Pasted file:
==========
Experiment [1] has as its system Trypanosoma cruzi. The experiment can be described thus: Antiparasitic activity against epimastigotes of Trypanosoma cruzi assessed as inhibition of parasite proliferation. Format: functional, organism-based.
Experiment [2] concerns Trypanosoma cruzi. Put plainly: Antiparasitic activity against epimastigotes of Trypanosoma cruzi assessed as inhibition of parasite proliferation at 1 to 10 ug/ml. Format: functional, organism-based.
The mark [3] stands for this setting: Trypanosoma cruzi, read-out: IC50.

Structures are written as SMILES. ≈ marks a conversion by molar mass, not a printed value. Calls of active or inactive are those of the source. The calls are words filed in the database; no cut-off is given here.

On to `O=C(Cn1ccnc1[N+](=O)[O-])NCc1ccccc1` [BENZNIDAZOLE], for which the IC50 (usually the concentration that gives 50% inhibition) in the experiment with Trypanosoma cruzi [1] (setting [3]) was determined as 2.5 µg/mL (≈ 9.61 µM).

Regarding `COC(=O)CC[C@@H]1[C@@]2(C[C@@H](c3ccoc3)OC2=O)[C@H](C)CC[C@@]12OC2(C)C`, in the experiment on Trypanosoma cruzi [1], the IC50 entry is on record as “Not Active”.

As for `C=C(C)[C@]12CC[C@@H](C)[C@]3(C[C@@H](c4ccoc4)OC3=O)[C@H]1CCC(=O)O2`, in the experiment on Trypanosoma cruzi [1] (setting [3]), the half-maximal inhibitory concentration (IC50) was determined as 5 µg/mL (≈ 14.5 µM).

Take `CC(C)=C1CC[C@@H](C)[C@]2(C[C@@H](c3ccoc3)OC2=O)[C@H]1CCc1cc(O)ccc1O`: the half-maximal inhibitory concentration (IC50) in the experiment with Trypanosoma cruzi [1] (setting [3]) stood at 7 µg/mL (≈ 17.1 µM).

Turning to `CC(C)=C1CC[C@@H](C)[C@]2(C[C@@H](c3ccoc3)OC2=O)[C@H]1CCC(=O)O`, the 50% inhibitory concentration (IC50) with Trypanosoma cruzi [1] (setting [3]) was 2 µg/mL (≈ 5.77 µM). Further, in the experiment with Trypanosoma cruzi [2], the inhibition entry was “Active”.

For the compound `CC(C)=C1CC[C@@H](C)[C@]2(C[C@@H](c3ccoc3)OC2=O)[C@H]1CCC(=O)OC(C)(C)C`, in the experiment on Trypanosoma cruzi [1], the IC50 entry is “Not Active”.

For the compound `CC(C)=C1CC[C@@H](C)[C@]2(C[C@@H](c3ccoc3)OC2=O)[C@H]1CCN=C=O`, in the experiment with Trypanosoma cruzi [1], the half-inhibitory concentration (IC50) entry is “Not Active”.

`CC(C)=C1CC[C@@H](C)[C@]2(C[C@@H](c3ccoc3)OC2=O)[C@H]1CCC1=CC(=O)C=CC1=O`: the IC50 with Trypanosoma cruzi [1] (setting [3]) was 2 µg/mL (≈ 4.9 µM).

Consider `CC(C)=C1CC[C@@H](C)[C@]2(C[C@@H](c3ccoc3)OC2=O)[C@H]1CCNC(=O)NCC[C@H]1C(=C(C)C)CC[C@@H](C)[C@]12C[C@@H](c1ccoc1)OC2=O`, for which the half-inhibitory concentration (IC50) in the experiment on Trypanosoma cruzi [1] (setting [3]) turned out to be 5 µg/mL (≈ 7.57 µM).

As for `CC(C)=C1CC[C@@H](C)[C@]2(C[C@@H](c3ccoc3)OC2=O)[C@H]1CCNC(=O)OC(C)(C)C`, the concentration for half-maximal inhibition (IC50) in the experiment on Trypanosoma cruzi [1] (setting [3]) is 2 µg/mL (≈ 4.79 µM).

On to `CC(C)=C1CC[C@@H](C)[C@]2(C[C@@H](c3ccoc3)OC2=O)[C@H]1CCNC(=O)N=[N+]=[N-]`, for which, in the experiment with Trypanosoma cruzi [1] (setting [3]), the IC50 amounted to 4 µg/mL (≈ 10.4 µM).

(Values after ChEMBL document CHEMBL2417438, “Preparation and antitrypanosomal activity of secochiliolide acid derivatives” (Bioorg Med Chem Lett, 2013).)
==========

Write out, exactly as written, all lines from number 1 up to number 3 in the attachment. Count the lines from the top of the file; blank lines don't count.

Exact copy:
Experiment [1] has as its system Trypanosoma cruzi. The experiment can be described thus: Antiparasitic activity against epimastigotes of Trypanosoma cruzi assessed as inhibition of parasite proliferation. Format: functional, organism-based.
Experiment [2] concerns Trypanosoma cruzi. Put plainly: Antiparasitic activity against epimastigotes of Trypanosoma cruzi assessed as inhibition of parasite proliferation at 1 to 10 ug/ml. Format: functional, organism-based.
The mark [3] stands for this setting: Trypanosoma cruzi, read-out: IC50.